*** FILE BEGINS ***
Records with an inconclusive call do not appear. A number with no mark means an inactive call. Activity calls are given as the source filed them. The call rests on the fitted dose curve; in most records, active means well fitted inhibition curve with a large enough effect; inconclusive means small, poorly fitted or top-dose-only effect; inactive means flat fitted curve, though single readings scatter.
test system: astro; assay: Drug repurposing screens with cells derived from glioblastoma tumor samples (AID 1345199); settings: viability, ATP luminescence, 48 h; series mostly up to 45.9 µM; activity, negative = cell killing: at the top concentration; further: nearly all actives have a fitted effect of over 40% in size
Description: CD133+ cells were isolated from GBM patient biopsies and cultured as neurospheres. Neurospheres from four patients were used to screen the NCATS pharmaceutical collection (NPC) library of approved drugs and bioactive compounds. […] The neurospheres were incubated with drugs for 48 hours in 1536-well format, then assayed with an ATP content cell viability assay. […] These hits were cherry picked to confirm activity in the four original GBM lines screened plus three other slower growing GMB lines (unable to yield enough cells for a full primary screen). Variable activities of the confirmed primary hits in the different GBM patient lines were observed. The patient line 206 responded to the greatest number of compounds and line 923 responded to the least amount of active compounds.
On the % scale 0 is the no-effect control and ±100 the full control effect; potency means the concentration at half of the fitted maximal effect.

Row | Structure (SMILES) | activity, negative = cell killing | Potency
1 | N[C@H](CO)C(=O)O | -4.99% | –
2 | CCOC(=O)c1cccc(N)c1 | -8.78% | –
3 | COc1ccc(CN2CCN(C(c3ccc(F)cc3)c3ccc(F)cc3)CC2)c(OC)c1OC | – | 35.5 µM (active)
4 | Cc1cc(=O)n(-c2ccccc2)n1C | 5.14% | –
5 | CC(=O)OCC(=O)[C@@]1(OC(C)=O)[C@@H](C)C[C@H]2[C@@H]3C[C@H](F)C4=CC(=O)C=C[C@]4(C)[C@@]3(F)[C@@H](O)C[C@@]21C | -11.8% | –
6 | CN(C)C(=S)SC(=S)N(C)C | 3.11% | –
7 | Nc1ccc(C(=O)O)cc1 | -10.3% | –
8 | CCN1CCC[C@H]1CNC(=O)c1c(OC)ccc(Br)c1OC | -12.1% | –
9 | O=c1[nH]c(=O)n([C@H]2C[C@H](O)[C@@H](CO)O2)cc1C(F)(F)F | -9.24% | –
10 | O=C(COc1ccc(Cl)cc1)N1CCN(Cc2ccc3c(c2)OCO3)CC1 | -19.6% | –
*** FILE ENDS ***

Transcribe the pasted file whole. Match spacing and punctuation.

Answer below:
Records with an inconclusive call do not appear. A number with no mark means an inactive call. Activity calls are given as the source filed them. The call rests on the fitted dose curve; in most records, active means well fitted inhibition curve with a large enough effect; inconclusive means small, poorly fitted or top-dose-only effect; inactive means flat fitted curve, though single readings scatter.
test system: astro; assay: Drug repurposing screens with cells derived from glioblastoma tumor samples (AID 1345199); settings: viability, ATP luminescence, 48 h; series mostly up to 45.9 µM; activity, negative = cell killing: at the top concentration; further: nearly all actives have a fitted effect of over 40% in size
Description: CD133+ cells were isolated from GBM patient biopsies and cultured as neurospheres. Neurospheres from four patients were used to screen the NCATS pharmaceutical collection (NPC) library of approved drugs and bioactive compounds. […] The neurospheres were incubated with drugs for 48 hours in 1536-well format, then assayed with an ATP content cell viability assay. […] These hits were cherry picked to confirm activity in the four original GBM lines screened plus three other slower growing GMB lines (unable to yield enough cells for a full primary screen). Variable activities of the confirmed primary hits in the different GBM patient lines were observed. The patient line 206 responded to the greatest number of compounds and line 923 responded to the least amount of active compounds.
On the % scale 0 is the no-effect control and ±100 the full control effect; potency means the concentration at half of the fitted maximal effect.

Row | Structure (SMILES) | activity, negative = cell killing | Potency
1 | N[C@H](CO)C(=O)O | -4.99% | –
2 | CCOC(=O)c1cccc(N)c1 | -8.78% | –
3 | COc1ccc(CN2CCN(C(c3ccc(F)cc3)c3ccc(F)cc3)CC2)c(OC)c1OC | – | 35.5 µM (active)
4 | Cc1cc(=O)n(-c2ccccc2)n1C | 5.14% | –
5 | CC(=O)OCC(=O)[C@@]1(OC(C)=O)[C@@H](C)C[C@H]2[C@@H]3C[C@H](F)C4=CC(=O)C=C[C@]4(C)[C@@]3(F)[C@@H](O)C[C@@]21C | -11.8% | –
6 | CN(C)C(=S)SC(=S)N(C)C | 3.11% | –
7 | Nc1ccc(C(=O)O)cc1 | -10.3% | –
8 | CCN1CCC[C@H]1CNC(=O)c1c(OC)ccc(Br)c1OC | -12.1% | –
9 | O=c1[nH]c(=O)n([C@H]2C[C@H](O)[C@@H](CO)O2)cc1C(F)(F)F | -9.24% | –
10 | O=C(COc1ccc(Cl)cc1)N1CCN(Cc2ccc3c(c2)OCO3)CC1 | -19.6% | –